LiveWell Northwest Colorado: What’s Happening with Local Food? Our 7 Ps
Community Agriculture Alliance has taken the lead on local food issue in the Yampa Valley, but by no means is it doing it alone. Many community partners work to help support local food efforts in different ways. CSU Routt County Extension is a critical partner in providing education and resources dealing with local food production. It provides leadership and coordination for the Northwest Coloraod Food Coalition and continues to bring tremendous resources from Colorado State University to our community.
Most recently a group of CSU professors have been working on a systems model for local food in Routt County with potential impacts for local beef producers. The Master Gardener program, part of CSU Extension, is another tremendous resource in our community. It offers office hours and site visits to help with gardening questions, problems and resources. Whether you’re a back-yard gardener or anyone with questions, The Master Garderners are the go-to resource for plant, tree and gardening information.
Did you know there are close to 100 local food producers in the Yampa Valley with almost 1,000 different products? Our local producers are your neighbors, friends, community volunteers, parents and fellow tax payers, and most of them work off the farm orranch. They continue to work in agriculture and/or produce local food andproducts, because they love it. They genuinely care about the land, animals and environment, because they live here, too. They are stewards of the land and provide the beautiful landscapes and vistas we all appreciate. Local producers believe in what they are doing and stand behind their products. If you want to know where your food comes from, how meat was raised or what’s in a product … just ask. They are happy to share what they do and why and how they do it. The slogan “know your farmer, know your food” rings true when buying locally.
There are more local food and products made, grown, raised and produced in the Yampa Valley than most people realize. Yes, we are challenged to grow a wide variety of fruits and vegetables here. Our climate and environment make it difficult, but seasonal vegetables are available. Cool season crops are what grow best. Think kale, collards, lettuces and root vegetables.
While there are many choices at a regular grocery store, local produce is going to be much fresher and simply better. Choosing to grow your own vegetables or seek out local, seasonal produce to buy is absolutely more work, time and can be inconvenient, but it’s worth it. Eating fresh, just-picked produce will ruin your taste buds in a good way. The same holds true for local meat, honey, baked goods, bread, jelly/jams and sauces.
Many people think local food, especially meat, is more expensive than grocery store prices. That is simply not true. Local producers work to price products fairly, and because they are selling directly to you, the end customers, they don’t have to pay as much for marketing, sales and distribution costs. The economic impact of buying local should also be considered. When you buy from a local producer, 100 percent of that price goes to the producers and helps them continue growing, raising, farming, ranching and producing.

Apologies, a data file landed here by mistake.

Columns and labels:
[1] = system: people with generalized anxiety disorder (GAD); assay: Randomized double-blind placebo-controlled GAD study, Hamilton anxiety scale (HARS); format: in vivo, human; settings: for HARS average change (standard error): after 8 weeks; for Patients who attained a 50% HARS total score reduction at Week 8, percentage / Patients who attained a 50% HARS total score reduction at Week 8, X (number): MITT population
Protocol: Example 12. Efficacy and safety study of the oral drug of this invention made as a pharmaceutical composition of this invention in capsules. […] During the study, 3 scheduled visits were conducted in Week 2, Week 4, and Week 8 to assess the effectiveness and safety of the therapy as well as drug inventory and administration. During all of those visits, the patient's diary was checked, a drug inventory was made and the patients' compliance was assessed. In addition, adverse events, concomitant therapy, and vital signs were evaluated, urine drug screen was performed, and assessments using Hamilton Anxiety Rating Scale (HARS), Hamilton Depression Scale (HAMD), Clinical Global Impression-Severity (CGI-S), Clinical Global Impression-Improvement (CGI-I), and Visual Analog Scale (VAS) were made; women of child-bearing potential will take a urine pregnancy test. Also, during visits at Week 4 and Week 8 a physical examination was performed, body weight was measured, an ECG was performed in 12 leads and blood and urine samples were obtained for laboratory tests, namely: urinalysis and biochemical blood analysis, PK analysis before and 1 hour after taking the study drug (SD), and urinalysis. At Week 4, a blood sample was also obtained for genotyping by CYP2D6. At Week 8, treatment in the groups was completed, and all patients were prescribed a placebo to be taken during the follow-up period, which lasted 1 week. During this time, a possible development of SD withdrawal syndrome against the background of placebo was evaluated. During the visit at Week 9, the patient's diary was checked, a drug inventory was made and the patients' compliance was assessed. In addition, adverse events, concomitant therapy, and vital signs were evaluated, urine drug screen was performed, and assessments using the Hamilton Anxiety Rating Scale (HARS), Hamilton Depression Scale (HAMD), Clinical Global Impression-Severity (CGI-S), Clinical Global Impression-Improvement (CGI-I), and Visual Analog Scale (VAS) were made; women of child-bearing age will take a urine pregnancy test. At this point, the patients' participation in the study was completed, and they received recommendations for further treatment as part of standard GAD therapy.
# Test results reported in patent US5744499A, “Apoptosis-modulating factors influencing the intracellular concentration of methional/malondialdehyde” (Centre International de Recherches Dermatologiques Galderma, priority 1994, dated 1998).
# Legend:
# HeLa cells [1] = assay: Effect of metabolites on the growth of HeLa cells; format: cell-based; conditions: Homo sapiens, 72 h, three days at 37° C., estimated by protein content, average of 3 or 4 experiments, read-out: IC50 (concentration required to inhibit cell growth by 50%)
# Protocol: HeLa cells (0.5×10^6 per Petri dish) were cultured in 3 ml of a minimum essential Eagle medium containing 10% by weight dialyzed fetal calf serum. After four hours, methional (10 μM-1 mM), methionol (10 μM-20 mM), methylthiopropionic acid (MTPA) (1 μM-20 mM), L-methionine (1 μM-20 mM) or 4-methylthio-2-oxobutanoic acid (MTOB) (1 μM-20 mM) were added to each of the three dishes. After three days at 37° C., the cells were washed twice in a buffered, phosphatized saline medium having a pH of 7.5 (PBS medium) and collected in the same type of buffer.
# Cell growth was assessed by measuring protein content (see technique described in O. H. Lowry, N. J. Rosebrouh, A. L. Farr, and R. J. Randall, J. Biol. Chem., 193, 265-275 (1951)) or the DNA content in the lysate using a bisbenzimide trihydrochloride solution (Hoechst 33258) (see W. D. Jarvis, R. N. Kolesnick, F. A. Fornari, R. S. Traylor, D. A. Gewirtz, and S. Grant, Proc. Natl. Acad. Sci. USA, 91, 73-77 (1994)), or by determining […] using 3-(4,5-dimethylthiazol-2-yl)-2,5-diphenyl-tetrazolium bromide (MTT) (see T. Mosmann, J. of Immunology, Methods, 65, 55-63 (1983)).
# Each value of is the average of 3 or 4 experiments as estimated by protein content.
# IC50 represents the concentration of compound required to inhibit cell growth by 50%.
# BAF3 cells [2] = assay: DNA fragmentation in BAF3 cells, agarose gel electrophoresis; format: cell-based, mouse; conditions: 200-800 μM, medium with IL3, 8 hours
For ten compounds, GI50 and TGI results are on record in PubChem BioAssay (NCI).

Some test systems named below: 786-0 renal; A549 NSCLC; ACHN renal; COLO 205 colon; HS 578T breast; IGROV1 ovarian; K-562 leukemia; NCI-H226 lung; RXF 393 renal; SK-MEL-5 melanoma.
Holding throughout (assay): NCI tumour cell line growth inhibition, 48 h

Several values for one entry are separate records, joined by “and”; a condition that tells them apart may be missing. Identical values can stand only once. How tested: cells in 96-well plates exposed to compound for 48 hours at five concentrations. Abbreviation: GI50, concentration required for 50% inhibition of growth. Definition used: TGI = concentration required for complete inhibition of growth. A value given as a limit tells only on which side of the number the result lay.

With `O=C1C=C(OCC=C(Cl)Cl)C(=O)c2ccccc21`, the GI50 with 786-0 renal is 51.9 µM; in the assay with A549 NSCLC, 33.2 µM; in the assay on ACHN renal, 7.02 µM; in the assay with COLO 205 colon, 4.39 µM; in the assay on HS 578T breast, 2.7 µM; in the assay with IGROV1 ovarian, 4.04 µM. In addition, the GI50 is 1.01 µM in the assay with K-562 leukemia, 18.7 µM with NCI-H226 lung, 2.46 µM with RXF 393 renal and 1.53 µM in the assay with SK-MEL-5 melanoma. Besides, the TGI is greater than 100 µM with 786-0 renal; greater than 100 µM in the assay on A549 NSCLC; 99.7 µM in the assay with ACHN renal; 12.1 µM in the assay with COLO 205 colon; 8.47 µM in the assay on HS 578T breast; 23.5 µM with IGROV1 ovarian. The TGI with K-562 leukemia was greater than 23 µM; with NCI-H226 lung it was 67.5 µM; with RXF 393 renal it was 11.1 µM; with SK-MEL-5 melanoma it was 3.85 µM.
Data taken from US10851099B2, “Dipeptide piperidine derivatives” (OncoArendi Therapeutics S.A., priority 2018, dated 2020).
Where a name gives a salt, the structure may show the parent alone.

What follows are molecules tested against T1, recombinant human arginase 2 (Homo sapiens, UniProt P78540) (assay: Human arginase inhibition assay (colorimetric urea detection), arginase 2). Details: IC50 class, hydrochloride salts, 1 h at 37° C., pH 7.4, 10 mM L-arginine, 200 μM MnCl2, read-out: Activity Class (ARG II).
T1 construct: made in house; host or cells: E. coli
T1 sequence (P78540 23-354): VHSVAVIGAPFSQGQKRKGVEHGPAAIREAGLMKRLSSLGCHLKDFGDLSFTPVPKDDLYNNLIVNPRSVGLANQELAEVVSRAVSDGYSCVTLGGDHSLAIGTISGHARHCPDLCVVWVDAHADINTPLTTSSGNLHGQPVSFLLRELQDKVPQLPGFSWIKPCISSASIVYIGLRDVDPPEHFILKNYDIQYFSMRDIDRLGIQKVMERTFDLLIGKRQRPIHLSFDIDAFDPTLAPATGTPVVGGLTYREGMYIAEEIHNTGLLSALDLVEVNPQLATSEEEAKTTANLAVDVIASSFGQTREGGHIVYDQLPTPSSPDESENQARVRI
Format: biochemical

During the past several years, the Northwest Colorado Food Coalition and Community Agriculture Alliance worked with Routt County to create a streamlined process for new and potential food-related businesses. The work group created a simple document that allows new businesses to have their initial plans reviewed by related county departments for informal feedback and guidance as business plans are developed. This form and the beginning process starts with the CSU Routt County Extension office. It’s another great collaboration and opportunity to help new producers. This group also worked with Routt County to clarify regulatory language around seasonal extension greenhouses and hoop houses. This collaboration continues to exemplify Routt County’s commitment to supporting local agriculture and food production.
There are many ongoing, new and emerging projects related to local food in our community. LiftUp and Yampatika are continuing work on gardening projects and more growing within their programs. Community Cultivation, a program of Yampa Valley Autism, not only grows produce at its grow dome, but has also partnered with Steamboat Springs High School on a variety of growing related projects.
Innovative Ag, a local micro green producer, is expanding its production to include mushrooms and other greens. Its products are grown in shipping containers and trailers using new technology for year-round production. CAA partnered with LiftUp last year to purchase a walk-in freezer that is being offered as storage for local meat producers. Most likely, there are many other projects and new endeavors related to local food. If you have a new project or want to learn more, contact Michele Meyer at Community Agriculture Alliance about our Local Food Task Force. All are welcome.
Why should you buy local food and products? Why does it matter? From the perspective of the Northwest Colorado Food Coalition and CAA (and many others), it does matter. The economic, environmental and community impact truly do matter.
When you buy locally, it makes a difference to the producer and the wider community, and hopefully, it matters to you, the individual customer or consumer.
Finally, it’s easy to buy local. You can shop online at caamarket.org with weekly orderings and pick up your order in downtown Steamboat at CAA offices. Or, contact your neighbors, friends or any 4-H kid. Buy their eggs, meat and vegetables directly from them. It does matter, and you’ll be glad you did.
Michele Meyer is local good coordinator for the Community Agriculture Alliance and member of the Northwest Colorado Food Coalition.
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